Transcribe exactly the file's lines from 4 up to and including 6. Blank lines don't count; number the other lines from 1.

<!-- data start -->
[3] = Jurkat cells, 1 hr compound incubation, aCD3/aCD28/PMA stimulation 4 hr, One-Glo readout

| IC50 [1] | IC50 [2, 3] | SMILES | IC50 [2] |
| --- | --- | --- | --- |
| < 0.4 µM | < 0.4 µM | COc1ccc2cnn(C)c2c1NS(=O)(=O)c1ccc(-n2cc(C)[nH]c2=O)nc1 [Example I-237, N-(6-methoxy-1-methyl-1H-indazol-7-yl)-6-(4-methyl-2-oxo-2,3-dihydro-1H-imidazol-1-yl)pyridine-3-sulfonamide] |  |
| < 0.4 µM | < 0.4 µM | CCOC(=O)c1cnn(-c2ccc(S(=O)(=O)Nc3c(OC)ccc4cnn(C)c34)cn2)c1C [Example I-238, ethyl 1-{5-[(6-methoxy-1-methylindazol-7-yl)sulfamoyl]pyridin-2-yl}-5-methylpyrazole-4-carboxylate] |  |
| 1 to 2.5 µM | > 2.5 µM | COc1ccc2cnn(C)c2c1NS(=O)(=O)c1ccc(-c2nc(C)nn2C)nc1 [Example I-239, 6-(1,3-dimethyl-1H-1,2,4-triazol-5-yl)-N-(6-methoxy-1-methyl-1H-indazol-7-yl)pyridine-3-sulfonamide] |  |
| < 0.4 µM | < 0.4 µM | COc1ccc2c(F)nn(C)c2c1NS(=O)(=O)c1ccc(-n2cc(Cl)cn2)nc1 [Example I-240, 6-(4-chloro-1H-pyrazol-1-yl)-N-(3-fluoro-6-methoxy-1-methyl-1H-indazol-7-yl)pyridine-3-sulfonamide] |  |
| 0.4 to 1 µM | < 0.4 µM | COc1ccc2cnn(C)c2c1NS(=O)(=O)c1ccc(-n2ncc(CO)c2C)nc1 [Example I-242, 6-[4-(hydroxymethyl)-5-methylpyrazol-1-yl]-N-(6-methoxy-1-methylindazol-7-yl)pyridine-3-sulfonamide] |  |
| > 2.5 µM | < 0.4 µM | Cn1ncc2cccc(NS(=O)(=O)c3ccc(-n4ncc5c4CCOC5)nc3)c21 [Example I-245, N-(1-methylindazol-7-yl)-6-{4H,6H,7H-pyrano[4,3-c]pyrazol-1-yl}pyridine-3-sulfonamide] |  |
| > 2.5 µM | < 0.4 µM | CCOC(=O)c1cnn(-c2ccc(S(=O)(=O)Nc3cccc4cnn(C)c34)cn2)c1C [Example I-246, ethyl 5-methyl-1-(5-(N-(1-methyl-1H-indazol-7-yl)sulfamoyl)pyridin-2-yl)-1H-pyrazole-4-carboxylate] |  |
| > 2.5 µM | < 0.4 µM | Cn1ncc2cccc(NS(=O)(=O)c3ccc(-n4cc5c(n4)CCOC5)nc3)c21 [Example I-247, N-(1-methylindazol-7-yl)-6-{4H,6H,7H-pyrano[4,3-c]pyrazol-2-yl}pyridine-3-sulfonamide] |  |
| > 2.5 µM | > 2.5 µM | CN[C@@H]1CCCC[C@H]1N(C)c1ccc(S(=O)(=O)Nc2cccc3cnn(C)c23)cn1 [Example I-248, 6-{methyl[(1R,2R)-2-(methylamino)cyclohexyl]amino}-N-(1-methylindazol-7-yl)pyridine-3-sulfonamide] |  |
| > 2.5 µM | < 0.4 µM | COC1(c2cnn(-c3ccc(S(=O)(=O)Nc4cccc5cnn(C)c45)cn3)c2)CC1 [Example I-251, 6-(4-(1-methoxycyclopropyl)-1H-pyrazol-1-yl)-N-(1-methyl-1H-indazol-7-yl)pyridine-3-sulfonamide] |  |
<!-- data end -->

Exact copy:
| < 0.4 µM | < 0.4 µM | COc1ccc2cnn(C)c2c1NS(=O)(=O)c1ccc(-n2cc(C)[nH]c2=O)nc1 [Example I-237, N-(6-methoxy-1-methyl-1H-indazol-7-yl)-6-(4-methyl-2-oxo-2,3-dihydro-1H-imidazol-1-yl)pyridine-3-sulfonamide] |  |
| < 0.4 µM | < 0.4 µM | CCOC(=O)c1cnn(-c2ccc(S(=O)(=O)Nc3c(OC)ccc4cnn(C)c34)cn2)c1C [Example I-238, ethyl 1-{5-[(6-methoxy-1-methylindazol-7-yl)sulfamoyl]pyridin-2-yl}-5-methylpyrazole-4-carboxylate] |  |
| 1 to 2.5 µM | > 2.5 µM | COc1ccc2cnn(C)c2c1NS(=O)(=O)c1ccc(-c2nc(C)nn2C)nc1 [Example I-239, 6-(1,3-dimethyl-1H-1,2,4-triazol-5-yl)-N-(6-methoxy-1-methyl-1H-indazol-7-yl)pyridine-3-sulfonamide] |  |